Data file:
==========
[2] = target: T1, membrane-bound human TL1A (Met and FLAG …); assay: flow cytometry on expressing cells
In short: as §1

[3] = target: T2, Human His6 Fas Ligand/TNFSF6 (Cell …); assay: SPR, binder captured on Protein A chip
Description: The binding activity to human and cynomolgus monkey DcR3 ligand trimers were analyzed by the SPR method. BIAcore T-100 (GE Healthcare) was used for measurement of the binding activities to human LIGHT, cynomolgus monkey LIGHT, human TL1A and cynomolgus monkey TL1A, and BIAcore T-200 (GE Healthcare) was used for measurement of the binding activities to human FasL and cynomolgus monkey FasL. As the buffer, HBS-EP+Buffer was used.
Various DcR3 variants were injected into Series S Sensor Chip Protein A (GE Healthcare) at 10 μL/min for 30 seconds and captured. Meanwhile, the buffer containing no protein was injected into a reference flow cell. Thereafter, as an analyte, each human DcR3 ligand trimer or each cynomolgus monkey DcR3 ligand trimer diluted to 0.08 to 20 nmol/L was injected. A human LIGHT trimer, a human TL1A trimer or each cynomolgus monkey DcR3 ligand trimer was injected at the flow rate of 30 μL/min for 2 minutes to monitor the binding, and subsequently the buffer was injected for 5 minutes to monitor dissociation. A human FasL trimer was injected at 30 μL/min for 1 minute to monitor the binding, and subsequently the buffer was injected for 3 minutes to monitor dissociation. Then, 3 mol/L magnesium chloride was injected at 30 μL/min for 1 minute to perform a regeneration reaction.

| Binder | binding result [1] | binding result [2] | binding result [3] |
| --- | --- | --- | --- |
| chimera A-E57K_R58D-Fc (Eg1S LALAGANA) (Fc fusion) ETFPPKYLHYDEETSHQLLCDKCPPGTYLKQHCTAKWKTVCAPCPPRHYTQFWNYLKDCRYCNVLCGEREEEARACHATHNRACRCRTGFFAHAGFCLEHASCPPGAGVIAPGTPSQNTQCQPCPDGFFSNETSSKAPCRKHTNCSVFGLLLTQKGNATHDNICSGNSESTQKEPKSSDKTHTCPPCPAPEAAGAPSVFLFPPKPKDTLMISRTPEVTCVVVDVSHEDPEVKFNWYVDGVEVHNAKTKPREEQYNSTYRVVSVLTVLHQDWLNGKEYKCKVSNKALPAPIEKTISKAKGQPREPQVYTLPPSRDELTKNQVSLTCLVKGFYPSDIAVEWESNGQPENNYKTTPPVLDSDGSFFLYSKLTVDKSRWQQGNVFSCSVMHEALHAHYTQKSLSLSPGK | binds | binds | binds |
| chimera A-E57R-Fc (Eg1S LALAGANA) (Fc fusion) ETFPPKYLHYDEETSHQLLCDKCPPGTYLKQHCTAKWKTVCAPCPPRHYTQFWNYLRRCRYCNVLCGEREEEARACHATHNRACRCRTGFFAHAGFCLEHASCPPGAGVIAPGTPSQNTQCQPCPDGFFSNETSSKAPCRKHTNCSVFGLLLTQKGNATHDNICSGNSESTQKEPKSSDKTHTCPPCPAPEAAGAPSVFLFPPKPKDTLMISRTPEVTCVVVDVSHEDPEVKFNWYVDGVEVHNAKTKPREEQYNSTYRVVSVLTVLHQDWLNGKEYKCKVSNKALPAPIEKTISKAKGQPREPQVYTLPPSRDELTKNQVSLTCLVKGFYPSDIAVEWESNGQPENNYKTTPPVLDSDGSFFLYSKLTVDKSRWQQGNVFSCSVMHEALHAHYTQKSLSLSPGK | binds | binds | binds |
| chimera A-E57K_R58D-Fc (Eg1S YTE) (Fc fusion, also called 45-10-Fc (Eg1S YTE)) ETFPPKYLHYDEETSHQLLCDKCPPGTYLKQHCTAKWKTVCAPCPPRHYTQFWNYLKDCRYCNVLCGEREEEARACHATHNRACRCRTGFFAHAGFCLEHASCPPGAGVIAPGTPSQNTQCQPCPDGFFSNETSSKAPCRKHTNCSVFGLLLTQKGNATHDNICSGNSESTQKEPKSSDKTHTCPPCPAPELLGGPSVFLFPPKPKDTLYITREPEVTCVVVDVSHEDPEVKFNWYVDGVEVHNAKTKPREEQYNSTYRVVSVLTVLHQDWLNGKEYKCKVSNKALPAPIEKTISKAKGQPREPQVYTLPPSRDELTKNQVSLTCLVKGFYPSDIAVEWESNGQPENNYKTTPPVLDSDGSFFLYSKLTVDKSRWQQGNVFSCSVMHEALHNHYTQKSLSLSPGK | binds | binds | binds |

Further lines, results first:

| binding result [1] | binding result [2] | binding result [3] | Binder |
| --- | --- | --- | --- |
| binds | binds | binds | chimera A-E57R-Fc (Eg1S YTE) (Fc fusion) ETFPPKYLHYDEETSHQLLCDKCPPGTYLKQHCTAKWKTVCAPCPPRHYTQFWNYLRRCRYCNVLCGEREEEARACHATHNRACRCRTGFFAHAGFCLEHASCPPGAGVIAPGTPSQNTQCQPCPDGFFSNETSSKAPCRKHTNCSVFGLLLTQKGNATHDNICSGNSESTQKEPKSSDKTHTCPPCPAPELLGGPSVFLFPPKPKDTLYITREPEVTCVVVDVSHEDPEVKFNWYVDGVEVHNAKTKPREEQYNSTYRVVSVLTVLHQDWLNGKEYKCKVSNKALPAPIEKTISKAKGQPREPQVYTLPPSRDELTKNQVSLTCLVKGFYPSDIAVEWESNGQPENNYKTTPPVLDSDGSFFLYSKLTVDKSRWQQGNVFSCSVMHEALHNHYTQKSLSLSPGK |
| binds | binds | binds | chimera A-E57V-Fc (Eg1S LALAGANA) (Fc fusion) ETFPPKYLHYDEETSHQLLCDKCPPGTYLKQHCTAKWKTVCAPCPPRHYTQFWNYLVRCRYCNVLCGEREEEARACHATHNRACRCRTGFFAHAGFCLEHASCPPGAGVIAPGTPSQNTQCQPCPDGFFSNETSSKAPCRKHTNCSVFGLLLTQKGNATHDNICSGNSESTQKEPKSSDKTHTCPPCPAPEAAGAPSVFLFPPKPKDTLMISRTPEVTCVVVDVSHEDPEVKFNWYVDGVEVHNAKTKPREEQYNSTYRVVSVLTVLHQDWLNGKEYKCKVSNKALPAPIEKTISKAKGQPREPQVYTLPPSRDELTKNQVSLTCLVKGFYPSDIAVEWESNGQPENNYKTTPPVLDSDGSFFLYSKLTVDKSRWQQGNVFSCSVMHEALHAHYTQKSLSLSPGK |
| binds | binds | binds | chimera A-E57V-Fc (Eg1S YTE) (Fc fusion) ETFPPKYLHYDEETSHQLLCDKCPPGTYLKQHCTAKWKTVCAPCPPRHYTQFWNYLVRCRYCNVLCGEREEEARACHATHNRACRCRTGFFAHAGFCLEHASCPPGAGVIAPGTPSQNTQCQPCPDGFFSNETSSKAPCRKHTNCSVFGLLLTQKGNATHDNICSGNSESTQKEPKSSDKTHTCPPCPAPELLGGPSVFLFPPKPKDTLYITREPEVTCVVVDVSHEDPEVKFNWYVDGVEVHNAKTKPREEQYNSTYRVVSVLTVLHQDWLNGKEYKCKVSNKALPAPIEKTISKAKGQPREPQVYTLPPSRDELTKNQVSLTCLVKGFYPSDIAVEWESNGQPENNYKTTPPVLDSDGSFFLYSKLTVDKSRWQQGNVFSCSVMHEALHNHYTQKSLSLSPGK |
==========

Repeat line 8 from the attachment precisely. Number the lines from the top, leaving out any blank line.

| chimera A-E57K_R58D-Fc (Eg1S LALAGANA) (Fc fusion) ETFPPKYLHYDEETSHQLLCDKCPPGTYLKQHCTAKWKTVCAPCPPRHYTQFWNYLKDCRYCNVLCGEREEEARACHATHNRACRCRTGFFAHAGFCLEHASCPPGAGVIAPGTPSQNTQCQPCPDGFFSNETSSKAPCRKHTNCSVFGLLLTQKGNATHDNICSGNSESTQKEPKSSDKTHTCPPCPAPEAAGAPSVFLFPPKPKDTLMISRTPEVTCVVVDVSHEDPEVKFNWYVDGVEVHNAKTKPREEQYNSTYRVVSVLTVLHQDWLNGKEYKCKVSNKALPAPIEKTISKAKGQPREPQVYTLPPSRDELTKNQVSLTCLVKGFYPSDIAVEWESNGQPENNYKTTPPVLDSDGSFFLYSKLTVDKSRWQQGNVFSCSVMHEALHAHYTQKSLSLSPGK | binds | binds | binds |